Revival of 'Rain' lacks driving power of original;
New York — Rain Drama. By John Colton and Clemence Randolph, based on a short story by W. Somerset Maugham. Directed by John Strasberg. The original production of ''Rain,'' starring Jeanne Eagles, created a sensation in the 1922-23 Broadway season and ran for 648 performances. The sturdy vehicle has subsequently been revived, filmed, and even musicalized. With co-adaptor Clemence Randolph's name unaccountably omitted from the program credits, ''Rain'' has joined the Mirror Repertory Company's presentations of ''Inheritors'' and ''Paradise Lost'' in its new home in the Theatre at St. Peter's Church.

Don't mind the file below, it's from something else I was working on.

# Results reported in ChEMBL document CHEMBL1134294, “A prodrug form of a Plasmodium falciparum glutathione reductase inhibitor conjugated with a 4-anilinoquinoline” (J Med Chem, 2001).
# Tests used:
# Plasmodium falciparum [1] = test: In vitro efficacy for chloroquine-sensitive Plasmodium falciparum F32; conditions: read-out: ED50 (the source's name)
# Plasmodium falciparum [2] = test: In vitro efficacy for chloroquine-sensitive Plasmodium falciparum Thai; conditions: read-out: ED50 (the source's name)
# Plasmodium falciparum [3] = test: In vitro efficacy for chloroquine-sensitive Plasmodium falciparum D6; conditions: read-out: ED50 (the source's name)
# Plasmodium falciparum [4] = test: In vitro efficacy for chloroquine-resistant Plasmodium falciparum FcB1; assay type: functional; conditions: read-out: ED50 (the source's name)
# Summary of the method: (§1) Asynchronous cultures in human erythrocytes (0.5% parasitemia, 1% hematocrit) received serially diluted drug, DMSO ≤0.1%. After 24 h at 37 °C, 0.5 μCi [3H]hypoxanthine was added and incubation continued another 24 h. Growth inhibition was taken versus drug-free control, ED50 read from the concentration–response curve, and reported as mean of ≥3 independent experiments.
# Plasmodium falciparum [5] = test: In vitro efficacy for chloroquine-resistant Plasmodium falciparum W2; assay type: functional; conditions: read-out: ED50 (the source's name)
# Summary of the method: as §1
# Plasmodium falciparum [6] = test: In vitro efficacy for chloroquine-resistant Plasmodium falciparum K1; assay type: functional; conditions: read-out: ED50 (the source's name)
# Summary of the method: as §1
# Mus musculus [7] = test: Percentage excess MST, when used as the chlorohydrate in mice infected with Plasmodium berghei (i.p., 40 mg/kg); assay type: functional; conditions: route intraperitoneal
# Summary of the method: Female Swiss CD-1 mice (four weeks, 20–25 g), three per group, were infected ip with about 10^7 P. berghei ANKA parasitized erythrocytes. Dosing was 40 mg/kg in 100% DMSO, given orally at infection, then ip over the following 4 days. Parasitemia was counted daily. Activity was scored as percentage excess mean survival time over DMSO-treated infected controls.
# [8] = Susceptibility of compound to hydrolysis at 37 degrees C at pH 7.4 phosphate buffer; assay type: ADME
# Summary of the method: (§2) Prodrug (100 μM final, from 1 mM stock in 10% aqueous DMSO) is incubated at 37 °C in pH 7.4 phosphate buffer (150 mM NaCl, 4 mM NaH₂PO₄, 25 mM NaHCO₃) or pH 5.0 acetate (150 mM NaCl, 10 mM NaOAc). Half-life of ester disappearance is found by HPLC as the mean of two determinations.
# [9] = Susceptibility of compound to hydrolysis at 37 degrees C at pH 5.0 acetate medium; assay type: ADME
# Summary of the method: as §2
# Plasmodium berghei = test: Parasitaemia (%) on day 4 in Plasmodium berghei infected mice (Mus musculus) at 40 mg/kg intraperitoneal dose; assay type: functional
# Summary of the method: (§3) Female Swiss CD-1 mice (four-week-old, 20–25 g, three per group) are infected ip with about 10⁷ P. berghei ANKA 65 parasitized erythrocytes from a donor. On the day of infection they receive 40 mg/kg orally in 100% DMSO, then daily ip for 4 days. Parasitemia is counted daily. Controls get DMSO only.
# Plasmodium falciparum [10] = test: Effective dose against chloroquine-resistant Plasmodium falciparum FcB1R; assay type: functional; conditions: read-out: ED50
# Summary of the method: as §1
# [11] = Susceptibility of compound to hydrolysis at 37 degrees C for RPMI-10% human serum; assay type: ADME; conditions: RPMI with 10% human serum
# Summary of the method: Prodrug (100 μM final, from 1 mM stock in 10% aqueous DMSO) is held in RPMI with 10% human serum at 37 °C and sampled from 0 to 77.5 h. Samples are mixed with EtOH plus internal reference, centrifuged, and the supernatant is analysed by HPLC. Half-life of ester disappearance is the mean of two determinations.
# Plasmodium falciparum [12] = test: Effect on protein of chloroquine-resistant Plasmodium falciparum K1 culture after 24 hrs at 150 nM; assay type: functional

Long since overtaken by the shock waves of a more explicit theater, ''Rain'' survives as a curio whose Freudian allusions and cynical musings now seem all too obvious and predictable. The central conflict between Sadie Thompson's frail amorality and the Rev. Davidson's fatally flawed zealotry retains a certain dramatic force. As played by Sabra Jones (Sadie) and David Cryer (missionary Davidson) under John Stasberg's direction, their confrontation still has the power to move a latter-day audience.
The occasion also manifests certain languors. They are not solely accounted for by the oppressive humidity of the play's setting: the South Seas island of Pago Pago in the rainy season. Mr. Strasberg has made some amendments in the text, and not always to the advantage of his production. He might excusably have trimmed this long, verbose drama.